Shortly after, we were blessed to learn that we were expecting our 3rd baby (our now 7 month old daughter named Lydia). I became extremely and unusually sick, even for a pregnant woman. I ended up having emergency surgery, infections from that surgery, a massive abscess inside my liver (causing me THEE WORST PAIN of my entire life!! Seriously, labor was a cakewalk compare to that pain!), blood transfusions, etc. Evrett seemed to slip farther away from us. He would eat a handful of choice items, was having great difficulty sleeping, and we might as well even not discuss his “talking” at that stage…because it was non existent. He barely looked at us. Calling his name registered no reaction whatsoever. Once again I figured that given all that our family had been through, and all of my time spent away in hospital (in a city 8 hours away), meant that he was simply withdrawing more temporarily. I had hoped once I was home for a while, and could finally pick him up again, that he would again thrive. But that wasn’t how it went….

On his second birthday, Valentine’s Day 2017, I attempted a birthday pic of our darling little bug. True to his easygoing nature, he sat for the picture. But the vacant look on his beautiful face broke my heart. His beautiful blue eyes didn’t twinkle anymore. He didn’t smile back at me. He didn’t know what “look at the camera” meant. He was there….but not there at all. And I cried. I knew something was up with our darling Bug.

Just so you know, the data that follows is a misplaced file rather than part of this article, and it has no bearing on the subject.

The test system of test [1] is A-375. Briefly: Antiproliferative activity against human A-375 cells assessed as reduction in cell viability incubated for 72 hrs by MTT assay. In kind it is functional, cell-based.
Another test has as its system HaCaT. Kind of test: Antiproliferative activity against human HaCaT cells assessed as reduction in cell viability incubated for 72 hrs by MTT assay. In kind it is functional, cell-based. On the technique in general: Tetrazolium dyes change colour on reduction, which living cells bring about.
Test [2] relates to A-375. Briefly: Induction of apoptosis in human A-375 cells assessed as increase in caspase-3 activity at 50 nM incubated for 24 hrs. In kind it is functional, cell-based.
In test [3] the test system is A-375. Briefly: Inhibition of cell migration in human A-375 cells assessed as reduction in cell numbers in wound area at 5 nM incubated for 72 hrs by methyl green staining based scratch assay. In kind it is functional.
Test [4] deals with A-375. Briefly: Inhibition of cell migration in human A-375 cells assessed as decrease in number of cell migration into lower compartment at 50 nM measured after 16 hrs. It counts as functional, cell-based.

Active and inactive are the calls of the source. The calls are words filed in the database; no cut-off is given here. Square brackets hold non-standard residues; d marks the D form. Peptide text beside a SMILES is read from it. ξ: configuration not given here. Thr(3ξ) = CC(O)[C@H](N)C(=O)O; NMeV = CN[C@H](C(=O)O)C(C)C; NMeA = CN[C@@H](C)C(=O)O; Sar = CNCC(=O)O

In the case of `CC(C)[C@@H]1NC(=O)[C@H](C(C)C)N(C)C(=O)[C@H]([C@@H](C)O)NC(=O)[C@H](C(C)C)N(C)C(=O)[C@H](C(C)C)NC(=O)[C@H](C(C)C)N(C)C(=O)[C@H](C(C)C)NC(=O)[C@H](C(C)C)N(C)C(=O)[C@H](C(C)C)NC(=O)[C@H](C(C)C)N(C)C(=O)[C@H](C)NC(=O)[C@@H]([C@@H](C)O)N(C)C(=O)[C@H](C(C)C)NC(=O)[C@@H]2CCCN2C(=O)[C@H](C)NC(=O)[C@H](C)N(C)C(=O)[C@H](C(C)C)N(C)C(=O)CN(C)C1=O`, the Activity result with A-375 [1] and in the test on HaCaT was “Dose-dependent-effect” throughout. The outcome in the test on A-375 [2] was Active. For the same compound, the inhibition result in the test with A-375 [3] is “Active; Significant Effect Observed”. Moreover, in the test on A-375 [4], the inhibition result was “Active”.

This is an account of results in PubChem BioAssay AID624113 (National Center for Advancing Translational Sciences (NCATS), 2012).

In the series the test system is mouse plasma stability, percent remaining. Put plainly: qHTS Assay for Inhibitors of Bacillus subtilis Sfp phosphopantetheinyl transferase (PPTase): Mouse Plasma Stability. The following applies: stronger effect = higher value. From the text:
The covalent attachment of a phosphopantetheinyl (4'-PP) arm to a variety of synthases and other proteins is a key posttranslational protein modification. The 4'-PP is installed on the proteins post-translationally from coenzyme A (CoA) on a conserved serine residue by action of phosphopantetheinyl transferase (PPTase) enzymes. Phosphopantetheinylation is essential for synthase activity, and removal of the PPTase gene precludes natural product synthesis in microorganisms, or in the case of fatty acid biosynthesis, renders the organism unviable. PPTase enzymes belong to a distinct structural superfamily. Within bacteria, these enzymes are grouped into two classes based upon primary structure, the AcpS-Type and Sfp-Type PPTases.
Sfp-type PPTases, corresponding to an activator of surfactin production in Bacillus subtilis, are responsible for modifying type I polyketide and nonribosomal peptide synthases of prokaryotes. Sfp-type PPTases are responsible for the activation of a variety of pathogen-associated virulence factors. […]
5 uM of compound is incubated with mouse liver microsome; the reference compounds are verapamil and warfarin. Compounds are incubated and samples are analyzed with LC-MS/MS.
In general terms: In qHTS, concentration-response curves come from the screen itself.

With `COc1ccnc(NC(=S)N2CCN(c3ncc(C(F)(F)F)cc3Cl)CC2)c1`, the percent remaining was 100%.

Gut feeling can be such a telling thing, can’t it? I took him to see a Dr, who checked him out, asked me some questions and observed him, only to tell me that things seemed “normal” with him. You would think that would have been comforting, but I knew deep down that he was mistaken. I had asked for a referral to our town’s Speech Pathologist (SLP for short), as well as for a hearing test, but this Dr saw no need, and nothing was done.

The months went by, and our little man came no further along. Finally in August, when a friend of mine came to visit our new baby daughter and observed Evrett’s disposition and heard my concerns, she handed me the direct number of our SLP. She herself is a Speech Pathologist, and she said something that changed my world at that time. She said to me: “It isn’t ‘normal’ for a kid not to talk until he’s 4. There’s always a reason.”.

I called our child SLP the very next morning, and that call changed the course of our life as we knew it…

I’m always incredibly nervous to meet new people. If I’m being honest, “nervous” doesn’t even cover it. Incredibly anxious would be a lot more accurate!! But our SLP (let’s call her “K”) has been like our fairy godmother since day 1.  She has been one of Evy’s biggest advocates, as well as a true friend to me, and we owe her so much gratitude!!! Right away, she got our town dietician involved, an audiology done, then a Feeding Clinic specialist, E.N.T, family Dr, pediatric developmental specialist, etc. Basically, if you can name the specialist, she got them involved! And the ball began rolling….and rolling…and rolling….